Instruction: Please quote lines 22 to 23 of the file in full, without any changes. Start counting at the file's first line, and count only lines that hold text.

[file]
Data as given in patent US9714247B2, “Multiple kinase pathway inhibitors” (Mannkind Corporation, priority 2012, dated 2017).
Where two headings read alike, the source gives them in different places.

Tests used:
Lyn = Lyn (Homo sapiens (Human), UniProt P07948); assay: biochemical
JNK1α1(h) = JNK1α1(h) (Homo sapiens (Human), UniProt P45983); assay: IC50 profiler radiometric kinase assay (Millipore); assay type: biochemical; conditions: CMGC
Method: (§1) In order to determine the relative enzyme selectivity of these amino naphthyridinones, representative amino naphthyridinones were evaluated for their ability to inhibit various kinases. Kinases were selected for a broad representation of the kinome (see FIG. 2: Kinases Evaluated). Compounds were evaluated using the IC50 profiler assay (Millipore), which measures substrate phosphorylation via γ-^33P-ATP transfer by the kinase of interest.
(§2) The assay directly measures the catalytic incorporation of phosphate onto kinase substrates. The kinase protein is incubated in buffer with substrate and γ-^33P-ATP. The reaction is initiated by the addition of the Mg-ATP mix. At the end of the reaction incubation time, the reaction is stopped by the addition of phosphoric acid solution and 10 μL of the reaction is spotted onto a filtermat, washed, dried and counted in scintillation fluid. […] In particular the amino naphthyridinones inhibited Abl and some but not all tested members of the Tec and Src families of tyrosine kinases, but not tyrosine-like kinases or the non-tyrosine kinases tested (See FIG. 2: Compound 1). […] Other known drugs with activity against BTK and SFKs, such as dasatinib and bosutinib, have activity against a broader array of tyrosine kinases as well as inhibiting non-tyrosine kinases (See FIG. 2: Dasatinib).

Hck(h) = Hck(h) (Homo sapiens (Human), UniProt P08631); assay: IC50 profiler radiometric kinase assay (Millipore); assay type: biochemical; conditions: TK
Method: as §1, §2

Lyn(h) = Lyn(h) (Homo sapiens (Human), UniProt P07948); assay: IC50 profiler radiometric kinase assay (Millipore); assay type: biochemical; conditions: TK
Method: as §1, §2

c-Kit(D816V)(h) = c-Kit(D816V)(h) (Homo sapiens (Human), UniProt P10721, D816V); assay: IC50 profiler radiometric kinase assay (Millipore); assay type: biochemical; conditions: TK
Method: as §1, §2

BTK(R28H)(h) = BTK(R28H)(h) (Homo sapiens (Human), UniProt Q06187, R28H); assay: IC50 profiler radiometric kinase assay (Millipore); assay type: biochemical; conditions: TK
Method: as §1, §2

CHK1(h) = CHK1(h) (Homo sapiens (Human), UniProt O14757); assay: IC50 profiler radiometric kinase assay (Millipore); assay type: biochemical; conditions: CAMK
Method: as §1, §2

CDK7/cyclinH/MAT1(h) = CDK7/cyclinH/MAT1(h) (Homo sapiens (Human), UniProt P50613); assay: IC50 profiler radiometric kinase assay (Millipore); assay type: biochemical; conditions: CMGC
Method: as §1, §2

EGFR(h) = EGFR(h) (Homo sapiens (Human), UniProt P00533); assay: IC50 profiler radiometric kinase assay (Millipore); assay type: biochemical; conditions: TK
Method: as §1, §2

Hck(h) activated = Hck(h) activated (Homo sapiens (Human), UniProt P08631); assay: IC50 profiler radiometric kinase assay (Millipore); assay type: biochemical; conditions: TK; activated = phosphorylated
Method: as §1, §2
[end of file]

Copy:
Hck(h) activated = Hck(h) activated (Homo sapiens (Human), UniProt P08631); assay: IC50 profiler radiometric kinase assay (Millipore); assay type: biochemical; conditions: TK; activated = phosphorylated
Method: as §1, §2